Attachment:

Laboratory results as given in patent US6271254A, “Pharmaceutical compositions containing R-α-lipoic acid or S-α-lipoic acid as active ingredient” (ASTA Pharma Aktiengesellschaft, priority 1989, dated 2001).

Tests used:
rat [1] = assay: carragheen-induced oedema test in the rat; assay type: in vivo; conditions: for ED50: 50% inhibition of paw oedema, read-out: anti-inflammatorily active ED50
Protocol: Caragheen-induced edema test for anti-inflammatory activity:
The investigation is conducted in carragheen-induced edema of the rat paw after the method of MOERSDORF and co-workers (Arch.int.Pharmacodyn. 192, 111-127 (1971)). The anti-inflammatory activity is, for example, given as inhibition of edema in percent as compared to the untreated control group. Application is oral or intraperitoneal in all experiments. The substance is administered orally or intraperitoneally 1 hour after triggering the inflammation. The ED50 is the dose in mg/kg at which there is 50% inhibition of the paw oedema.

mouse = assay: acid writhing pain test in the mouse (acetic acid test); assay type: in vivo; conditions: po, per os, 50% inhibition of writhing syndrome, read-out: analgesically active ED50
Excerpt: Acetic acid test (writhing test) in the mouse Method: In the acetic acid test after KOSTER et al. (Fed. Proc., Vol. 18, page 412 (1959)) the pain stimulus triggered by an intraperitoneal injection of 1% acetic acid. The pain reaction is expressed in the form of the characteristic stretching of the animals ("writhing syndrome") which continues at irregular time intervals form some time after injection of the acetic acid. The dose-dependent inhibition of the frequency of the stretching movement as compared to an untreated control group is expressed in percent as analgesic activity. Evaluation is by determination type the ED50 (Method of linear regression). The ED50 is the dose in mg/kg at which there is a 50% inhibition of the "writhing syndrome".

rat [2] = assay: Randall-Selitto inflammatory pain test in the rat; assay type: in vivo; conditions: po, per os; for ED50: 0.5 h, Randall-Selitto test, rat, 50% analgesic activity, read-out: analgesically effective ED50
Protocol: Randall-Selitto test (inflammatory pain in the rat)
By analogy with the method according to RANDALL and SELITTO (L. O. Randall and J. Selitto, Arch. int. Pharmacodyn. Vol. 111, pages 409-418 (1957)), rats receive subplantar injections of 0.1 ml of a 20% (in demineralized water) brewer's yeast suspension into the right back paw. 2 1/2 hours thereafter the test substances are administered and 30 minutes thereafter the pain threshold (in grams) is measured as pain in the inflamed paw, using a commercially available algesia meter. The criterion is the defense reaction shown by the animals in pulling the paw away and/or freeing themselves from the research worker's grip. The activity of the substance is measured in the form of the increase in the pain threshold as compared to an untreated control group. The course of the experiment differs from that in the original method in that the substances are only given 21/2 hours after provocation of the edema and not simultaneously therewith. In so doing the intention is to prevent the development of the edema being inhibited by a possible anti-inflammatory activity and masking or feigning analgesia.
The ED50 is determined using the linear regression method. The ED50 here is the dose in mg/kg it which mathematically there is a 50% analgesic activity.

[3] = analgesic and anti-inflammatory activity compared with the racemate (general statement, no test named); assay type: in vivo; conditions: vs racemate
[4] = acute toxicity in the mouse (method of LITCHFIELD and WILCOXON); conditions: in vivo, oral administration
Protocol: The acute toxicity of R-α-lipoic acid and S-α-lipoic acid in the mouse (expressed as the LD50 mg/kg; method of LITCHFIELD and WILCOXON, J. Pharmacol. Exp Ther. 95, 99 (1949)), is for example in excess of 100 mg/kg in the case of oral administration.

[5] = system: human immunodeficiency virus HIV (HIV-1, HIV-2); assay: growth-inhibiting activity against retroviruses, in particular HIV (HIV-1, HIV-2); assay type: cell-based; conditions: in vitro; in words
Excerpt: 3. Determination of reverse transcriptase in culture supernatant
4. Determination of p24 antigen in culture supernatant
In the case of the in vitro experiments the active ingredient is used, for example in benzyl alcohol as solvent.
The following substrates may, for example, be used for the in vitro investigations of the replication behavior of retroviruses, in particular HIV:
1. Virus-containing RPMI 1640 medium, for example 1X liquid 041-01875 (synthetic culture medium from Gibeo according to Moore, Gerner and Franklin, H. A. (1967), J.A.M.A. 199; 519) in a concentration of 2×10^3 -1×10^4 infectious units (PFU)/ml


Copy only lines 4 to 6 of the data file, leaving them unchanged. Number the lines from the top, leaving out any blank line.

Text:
Protocol: Caragheen-induced edema test for anti-inflammatory activity:
The investigation is conducted in carragheen-induced edema of the rat paw after the method of MOERSDORF and co-workers (Arch.int.Pharmacodyn. 192, 111-127 (1971)). The anti-inflammatory activity is, for example, given as inhibition of edema in percent as compared to the untreated control group. Application is oral or intraperitoneal in all experiments. The substance is administered orally or intraperitoneally 1 hour after triggering the inflammation. The ED50 is the dose in mg/kg at which there is 50% inhibition of the paw oedema.

mouse = assay: acid writhing pain test in the mouse (acetic acid test); assay type: in vivo; conditions: po, per os, 50% inhibition of writhing syndrome, read-out: analgesically active ED50